It drives me crazy to hear complaints about lost business opportunities when there was very little understanding about how to land that big fish. If you’ve got something of value to offer and are approaching the right buyer, reeling in the big ones isn’t rocket science. It’s a proven process based on doable steps and learning moments.

I often hear partners blame missed opportunity on issues like price pressures or competition. But I can count on one hand the number of times I’ve heard, “You know, Gale, I blew this one.”

Recently I got a call from a CPA I had coached years ago who eventually left public accounting to serve as CFO of a large, publicly held company. He couldn’t wait to tell me about a request for proposal that he and his company sent to their current provider, as well as some of the other largest CPA firms in the country. Breathlessly he exclaimed, “I just walked out of the orals, and you’d be shocked and horrified at what I saw!”

He described an anemic sales process and pathetic presentations by all of them that demonstrated no understanding of the client. When he asked several pointed questions, none of the presenters could muster a substantive response.


Tired of landing in the ditch?

He and I had a good laugh, but neither of us were shocked. He said, “These firms haven’t innovated their sales process since the 1970s.”

In the mid-market where I reside, this is life as we know it. Partners call me after the fact, constantly in despair, having watched one and then another opportunity roll into the ditch. It’s especially disheartening to see this happen to partners who hear what they need to do, but constantly revert to dated approaches — like poring over records rather than interviewing senior executives, including the CEO, to shine light on what the business seeks to accomplish, and learning everything possible about context and strategy.

Listening for the main mega-themes in the interviews is the clue to a winning strategy, not the fact that you (think you) have better auditors.

Instead of conversations with executives about the company and the context of the decision, contenders often come to the conference table with a well-dressed entourage and lots of technology. They mistakenly assume that chest-thumping and digital bells and whistles will secure the opportunity.

When I was with IBM, we called this approach “spray and pray.” The tactic involves showering your prospect with information about how wonderful you are, and praying they find something relevant to grab onto. What clients really want is something solid and relevant to them — value, innovation and customization. To achieve this, you have to crawl into your buyer’s head to uncover deep, often hidden needs. The name for this is strategic solutions selling, and I describe the process in detail in a document I call the “Big Fish Emergency Toolkit.”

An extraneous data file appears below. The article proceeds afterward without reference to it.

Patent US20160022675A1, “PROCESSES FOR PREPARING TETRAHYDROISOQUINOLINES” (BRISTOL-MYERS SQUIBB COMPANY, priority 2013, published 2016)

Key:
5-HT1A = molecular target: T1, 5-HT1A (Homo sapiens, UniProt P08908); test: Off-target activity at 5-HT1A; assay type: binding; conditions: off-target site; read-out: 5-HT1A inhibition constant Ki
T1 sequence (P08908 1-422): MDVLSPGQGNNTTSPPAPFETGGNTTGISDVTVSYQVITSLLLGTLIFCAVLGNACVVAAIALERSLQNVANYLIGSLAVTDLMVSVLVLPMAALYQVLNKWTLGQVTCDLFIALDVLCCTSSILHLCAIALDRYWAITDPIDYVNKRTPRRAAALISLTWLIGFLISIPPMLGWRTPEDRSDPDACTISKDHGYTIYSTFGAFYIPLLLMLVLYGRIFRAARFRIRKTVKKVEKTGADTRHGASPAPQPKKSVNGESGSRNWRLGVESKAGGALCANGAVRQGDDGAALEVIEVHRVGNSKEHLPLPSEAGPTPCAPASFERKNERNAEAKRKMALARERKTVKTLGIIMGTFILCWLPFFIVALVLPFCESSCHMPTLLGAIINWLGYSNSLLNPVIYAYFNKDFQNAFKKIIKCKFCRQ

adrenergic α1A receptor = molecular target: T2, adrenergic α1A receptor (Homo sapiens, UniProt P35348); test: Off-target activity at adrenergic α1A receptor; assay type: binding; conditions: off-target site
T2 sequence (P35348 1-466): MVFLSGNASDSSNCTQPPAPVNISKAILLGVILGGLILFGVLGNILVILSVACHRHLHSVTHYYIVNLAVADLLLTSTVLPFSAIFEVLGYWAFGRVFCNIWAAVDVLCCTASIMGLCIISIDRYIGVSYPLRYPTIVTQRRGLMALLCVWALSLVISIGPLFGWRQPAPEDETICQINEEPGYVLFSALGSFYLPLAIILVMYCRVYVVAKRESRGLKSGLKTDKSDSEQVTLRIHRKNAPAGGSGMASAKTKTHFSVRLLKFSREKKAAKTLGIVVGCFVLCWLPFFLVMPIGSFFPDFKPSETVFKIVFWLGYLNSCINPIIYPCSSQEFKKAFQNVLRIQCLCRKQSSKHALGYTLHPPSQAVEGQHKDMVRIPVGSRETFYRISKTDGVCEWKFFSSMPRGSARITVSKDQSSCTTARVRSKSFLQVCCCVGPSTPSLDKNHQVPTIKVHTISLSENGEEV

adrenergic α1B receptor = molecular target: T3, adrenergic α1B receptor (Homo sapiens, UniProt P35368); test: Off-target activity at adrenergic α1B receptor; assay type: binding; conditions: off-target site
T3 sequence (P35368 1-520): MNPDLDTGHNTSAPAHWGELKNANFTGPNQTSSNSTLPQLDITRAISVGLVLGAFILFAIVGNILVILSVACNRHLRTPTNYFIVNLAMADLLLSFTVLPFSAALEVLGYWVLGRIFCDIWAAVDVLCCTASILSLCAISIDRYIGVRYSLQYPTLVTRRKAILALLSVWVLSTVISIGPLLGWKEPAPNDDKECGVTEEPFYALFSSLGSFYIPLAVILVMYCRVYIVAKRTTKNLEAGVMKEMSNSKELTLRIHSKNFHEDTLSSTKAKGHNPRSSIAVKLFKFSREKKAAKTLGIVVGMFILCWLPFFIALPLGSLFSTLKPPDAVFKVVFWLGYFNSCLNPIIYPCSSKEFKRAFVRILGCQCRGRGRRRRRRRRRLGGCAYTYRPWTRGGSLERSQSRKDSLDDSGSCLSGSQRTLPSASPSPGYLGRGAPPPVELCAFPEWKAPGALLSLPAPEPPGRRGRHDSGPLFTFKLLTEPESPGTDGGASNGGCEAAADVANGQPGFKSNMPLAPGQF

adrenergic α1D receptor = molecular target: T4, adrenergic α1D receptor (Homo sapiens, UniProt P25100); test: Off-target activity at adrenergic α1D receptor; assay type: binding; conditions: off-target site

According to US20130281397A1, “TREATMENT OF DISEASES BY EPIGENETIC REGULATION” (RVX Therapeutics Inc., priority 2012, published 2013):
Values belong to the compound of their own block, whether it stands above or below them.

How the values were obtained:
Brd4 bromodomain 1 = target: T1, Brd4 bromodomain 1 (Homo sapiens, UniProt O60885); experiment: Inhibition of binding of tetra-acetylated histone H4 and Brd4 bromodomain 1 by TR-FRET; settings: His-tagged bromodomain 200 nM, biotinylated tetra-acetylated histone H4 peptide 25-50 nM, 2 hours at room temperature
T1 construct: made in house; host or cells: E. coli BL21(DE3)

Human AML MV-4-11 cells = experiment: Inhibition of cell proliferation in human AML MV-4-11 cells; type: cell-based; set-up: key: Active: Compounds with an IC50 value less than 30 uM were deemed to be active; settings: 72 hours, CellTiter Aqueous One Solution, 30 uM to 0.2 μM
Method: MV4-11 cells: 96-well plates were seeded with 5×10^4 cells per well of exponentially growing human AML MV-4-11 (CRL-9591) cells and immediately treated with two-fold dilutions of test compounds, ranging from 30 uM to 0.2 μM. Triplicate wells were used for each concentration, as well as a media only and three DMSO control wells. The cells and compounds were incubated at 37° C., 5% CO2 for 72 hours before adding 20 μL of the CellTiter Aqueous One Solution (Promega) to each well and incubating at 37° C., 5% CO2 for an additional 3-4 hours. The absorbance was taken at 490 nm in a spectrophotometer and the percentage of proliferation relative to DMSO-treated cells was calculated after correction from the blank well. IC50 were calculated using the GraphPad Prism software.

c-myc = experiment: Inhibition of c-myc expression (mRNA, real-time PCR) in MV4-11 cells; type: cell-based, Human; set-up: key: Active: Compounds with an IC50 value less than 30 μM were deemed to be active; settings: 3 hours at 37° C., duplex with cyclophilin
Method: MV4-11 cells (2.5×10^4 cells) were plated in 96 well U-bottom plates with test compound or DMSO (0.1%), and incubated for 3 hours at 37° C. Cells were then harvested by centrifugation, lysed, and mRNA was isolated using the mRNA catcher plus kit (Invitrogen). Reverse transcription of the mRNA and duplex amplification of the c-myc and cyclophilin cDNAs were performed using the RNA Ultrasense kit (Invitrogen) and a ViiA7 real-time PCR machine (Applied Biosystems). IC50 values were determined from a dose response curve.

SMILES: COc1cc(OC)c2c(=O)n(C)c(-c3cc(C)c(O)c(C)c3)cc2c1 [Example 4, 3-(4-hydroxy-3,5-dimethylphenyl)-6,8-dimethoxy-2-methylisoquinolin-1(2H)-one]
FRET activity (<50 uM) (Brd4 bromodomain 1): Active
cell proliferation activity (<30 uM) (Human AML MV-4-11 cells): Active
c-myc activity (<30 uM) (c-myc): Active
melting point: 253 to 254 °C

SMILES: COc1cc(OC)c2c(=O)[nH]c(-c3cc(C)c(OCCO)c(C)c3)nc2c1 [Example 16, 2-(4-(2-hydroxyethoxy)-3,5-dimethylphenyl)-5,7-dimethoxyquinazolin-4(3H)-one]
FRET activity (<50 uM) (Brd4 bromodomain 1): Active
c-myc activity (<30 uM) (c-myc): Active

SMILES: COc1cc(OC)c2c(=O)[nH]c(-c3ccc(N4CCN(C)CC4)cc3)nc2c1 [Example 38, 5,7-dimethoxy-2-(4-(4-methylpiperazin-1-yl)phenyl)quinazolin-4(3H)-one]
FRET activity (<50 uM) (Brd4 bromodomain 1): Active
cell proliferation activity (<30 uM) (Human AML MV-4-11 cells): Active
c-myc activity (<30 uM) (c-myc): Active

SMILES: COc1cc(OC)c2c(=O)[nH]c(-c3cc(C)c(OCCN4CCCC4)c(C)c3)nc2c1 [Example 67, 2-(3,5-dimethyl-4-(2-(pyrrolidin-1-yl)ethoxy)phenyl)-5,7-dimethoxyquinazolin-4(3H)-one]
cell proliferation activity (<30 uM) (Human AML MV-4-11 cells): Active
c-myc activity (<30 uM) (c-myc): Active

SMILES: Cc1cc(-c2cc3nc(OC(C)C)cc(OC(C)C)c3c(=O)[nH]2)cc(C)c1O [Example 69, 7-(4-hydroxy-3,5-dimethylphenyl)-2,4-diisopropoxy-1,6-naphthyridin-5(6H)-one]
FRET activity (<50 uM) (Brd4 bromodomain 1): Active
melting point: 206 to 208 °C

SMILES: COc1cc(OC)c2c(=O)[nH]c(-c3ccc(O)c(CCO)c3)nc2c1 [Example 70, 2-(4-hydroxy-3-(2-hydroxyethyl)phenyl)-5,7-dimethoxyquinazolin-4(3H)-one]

Listen close

Truth is, your prospect knows something about you or you wouldn’t be a contender. Instead of the “me and us show,” you need to become the producer of the “you and your challenges show.” The way to do this throughout the sales process includes key principles such as:

  • Qualify the opportunity. Make sure it’s worthy of pursuit by going one-on-one with decision-makers, influencers and others who have a vested interest in the outcome.
  • Get comfortable talking about your competitors. Ask the prospect about the competition, which helps put you in a consultative, rather than a vendor, position. During your one-on-ones, don’t hesitate to learn about other firms under consideration and what they bring to the table.
  • Find an advocate. Identify and cultivate someone who can help you navigate the minefield of confusing and wrong information that will come your way. Like the real estate agents say, “Buyers are liars.” It’s not that they’re bad people, they just sometimes forget to tell you the truth or may not know it! An advocate can come from anywhere in (or sometimes outside of) the organization.

These techniques will serve you well as you pursue opportunities of all sizes, not just the big ones. Also, note that strategic selling can be especially useful down market, where fewer of your competitors will know and use the approach.

You’re not going to land that grown-up fish using a kid’s rod and reel. You need big ideas, robust tools and fresh solutions that distinguish you from the crowd. There’s a big ocean out there, and there’s no reason the biggest fish in it shouldn’t be yours.